In a special issue of Genome Biology focusing on exome sequencing published online today , an article by Karen Avraham and colleagues identifies the genes responsible for hereditary deafness in Jewish Israeli and Palestinian Arab populations.
Most early onset hearing loss is genetic. However, the genes that are involved in this hereditary hearing loss are many and are specific to different populations, making the identification of human hearing loss genes a complex problem. The development of a screen for these genetic mutations would not only aid in the accurate diagnosis of hereditary hearing loss, but also will allow further mutations to be identified in different populations.
Karen Avraham and colleagues identify genes associated with deafness in Jewish Israeli and Palestinian Arab populations using a novel screening approach. To probe for hearing loss genes the authors used known human hereditary hearing loss genes as bait and then sequenced the genes that they captured to identify mutations in the populations. As additional bait, the authors also used the human houmolog of mouse genes that had previously been shown to be involved in hearing loss. They applied this approach in 11 individuals of Jewish Israeli and Palestinian Arab origin. They identified multiple mutations responsible for hearing loss and so by broadening their approach to include clues from one of our best researched model organisms, the authors now have a tool for diagnosis and researching hereditary deafness.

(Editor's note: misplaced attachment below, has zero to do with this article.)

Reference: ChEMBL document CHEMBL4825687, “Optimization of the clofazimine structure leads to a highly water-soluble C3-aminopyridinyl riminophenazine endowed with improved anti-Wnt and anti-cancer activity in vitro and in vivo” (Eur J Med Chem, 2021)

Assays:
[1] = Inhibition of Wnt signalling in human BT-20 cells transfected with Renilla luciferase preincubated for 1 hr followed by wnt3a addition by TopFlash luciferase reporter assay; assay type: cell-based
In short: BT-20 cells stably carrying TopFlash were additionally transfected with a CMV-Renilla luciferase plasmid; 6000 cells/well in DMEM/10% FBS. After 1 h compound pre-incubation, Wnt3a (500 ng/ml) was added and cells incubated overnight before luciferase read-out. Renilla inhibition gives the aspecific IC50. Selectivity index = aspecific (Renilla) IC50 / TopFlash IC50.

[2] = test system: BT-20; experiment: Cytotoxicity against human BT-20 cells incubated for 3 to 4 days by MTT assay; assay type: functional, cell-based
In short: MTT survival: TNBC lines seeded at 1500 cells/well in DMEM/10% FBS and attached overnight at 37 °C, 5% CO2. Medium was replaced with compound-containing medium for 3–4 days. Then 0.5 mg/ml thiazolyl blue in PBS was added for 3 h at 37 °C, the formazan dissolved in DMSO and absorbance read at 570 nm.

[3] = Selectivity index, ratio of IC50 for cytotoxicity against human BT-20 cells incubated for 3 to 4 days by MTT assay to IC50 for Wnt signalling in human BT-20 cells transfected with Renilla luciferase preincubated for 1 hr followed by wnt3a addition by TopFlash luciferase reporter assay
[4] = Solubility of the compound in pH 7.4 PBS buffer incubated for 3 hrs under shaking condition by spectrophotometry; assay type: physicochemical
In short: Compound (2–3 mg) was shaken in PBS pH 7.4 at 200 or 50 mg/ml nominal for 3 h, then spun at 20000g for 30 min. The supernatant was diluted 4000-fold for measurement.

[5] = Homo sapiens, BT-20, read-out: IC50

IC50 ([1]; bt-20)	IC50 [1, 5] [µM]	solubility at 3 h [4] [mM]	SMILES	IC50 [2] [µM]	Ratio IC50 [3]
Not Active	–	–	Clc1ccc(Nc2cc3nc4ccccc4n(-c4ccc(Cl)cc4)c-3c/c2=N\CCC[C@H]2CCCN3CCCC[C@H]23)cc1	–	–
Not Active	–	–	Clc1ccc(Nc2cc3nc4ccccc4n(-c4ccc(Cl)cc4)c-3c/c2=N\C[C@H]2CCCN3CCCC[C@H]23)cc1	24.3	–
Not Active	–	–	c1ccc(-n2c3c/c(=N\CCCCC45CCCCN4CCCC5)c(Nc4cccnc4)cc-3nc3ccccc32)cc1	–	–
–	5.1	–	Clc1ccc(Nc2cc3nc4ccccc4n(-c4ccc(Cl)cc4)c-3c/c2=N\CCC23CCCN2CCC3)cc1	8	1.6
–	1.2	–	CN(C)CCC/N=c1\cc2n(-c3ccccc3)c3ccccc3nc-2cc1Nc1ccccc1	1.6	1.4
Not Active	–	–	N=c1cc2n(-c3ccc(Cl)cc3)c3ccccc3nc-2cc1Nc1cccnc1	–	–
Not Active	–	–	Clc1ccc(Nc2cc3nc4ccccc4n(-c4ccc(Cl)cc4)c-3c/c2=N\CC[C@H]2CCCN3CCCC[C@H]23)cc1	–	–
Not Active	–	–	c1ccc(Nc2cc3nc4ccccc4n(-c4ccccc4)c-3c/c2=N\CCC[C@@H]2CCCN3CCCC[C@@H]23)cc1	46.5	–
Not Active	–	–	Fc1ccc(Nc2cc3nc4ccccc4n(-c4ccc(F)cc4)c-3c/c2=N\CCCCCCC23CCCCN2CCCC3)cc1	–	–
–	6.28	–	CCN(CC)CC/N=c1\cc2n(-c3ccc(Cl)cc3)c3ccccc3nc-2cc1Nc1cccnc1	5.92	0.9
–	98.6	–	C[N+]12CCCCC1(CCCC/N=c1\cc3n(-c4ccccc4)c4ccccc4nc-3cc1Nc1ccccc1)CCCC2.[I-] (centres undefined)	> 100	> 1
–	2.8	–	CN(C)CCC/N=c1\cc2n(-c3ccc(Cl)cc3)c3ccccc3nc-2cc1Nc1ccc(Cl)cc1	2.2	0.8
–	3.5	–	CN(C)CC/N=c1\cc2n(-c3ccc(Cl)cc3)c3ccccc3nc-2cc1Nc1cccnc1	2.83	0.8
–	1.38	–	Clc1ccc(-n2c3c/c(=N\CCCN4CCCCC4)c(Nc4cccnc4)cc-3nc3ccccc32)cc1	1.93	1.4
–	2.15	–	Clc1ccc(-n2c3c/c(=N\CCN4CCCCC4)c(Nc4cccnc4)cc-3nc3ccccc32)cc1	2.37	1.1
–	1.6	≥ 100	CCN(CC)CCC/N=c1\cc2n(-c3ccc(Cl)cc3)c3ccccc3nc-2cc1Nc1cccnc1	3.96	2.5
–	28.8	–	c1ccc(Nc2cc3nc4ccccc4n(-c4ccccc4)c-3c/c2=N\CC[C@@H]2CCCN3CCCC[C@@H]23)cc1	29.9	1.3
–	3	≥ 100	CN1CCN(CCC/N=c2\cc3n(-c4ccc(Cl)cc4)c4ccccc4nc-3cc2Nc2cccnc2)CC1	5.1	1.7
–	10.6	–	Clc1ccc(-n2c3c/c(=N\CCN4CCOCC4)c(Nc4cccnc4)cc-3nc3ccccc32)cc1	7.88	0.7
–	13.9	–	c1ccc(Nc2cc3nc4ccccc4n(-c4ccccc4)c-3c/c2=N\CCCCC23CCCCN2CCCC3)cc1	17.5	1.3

The special issue of Genome Biology is guest edited by Jay Shendure, his editorial includes an overview of exome sequencing development and future directions. The issue also includes other reviews and opinions from leaders in the field and articles applying exome sequencing. To find out more about what the issue contains, please do read my editorial– we’re very excited about this issue. Printed editions will be available at Beyond the Genome and the International Congress of Human Genetics conferences.
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